One friend tells another friend what she remembers from reading the Somerset Maugham novel "The Razor's Edge" ten or fifteen years ago. It is a sketchy and slanted remembering. They decide to shoot a film of this memory, a foggy tale with scant connection to the original but feeling the patronage of that text. Being artists and tricksters, they do it as a game, all in one week, with donated short-ends and gestural implications to narrative. What they really do is visit after years of not visiting. Endless talks about the state of the planet and our access to knowledge or the ineptitude of art. All this talking and the film turns out with almost no dialogue but sweeps through the city of Baltimore (which is often destitute, tropical and friendly).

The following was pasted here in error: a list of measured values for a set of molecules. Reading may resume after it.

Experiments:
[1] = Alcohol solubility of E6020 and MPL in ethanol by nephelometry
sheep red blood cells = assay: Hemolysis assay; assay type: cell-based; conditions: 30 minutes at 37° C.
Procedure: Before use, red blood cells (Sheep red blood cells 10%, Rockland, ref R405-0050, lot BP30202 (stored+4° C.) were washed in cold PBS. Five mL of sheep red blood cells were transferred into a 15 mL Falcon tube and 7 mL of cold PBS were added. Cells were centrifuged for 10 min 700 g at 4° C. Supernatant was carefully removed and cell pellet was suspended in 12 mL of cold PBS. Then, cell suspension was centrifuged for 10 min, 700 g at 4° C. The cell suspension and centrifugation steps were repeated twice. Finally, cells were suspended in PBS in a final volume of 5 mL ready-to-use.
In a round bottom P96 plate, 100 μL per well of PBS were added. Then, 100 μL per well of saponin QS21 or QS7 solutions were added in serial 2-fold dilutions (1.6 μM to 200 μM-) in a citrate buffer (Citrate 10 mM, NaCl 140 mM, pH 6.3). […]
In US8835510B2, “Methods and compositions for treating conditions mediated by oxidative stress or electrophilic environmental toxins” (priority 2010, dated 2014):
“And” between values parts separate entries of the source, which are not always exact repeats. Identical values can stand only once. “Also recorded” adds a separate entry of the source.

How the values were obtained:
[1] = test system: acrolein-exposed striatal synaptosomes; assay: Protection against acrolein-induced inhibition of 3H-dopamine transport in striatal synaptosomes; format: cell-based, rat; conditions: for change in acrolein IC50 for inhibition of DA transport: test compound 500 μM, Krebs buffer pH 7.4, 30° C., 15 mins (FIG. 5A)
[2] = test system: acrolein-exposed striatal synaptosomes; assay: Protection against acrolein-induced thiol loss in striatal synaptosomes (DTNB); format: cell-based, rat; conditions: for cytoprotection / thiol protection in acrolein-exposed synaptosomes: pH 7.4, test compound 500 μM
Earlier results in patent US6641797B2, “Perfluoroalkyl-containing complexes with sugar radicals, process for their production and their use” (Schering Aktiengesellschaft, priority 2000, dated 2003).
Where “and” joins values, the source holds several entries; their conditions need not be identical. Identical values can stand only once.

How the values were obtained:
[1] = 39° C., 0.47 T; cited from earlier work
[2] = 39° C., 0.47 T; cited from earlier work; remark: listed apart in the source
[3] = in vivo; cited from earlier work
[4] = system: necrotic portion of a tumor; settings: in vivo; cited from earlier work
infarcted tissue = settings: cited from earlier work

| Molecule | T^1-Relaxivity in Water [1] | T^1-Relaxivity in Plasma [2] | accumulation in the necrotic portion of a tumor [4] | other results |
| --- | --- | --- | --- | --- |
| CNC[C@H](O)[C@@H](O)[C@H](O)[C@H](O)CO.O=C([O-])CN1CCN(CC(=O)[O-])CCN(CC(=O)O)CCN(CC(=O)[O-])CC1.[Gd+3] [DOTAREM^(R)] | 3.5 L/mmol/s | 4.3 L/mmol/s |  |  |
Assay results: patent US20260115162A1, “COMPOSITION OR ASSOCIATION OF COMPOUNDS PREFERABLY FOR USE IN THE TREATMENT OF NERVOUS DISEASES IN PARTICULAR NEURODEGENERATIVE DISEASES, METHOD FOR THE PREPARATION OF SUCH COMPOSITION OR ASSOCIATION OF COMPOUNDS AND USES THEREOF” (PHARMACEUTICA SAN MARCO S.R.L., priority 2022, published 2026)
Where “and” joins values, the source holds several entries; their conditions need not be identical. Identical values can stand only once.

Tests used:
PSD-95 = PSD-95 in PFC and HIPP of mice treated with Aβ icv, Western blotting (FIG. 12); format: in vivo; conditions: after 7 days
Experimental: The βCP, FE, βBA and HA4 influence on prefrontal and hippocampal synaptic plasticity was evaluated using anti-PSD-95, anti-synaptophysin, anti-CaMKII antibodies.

A tight-knit group of New York City street dancers, including Luke and Natalie, team up with NYU freshman Moose, and find themselves pitted against the world's best hip hop dancers in a high-stakes showdown that will change their lives forever.
When the kingdom's most wanted-and most charming-bandit Flynn Rider hides out in a mysterious tower, he's taken hostage by Rapunzel, a beautiful and feisty tower-bound teen with 70 feet of magical, golden hair.